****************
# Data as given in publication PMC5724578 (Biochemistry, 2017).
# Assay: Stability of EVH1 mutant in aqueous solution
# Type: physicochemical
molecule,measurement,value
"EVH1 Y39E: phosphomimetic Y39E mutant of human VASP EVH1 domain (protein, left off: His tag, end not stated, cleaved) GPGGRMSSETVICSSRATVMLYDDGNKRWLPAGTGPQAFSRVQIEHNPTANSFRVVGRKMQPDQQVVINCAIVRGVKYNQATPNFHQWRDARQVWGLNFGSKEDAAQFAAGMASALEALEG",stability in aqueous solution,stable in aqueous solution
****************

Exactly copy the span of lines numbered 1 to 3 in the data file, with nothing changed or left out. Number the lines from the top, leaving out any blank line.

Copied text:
# Data as given in publication PMC5724578 (Biochemistry, 2017).
# Assay: Stability of EVH1 mutant in aqueous solution
# Type: physicochemical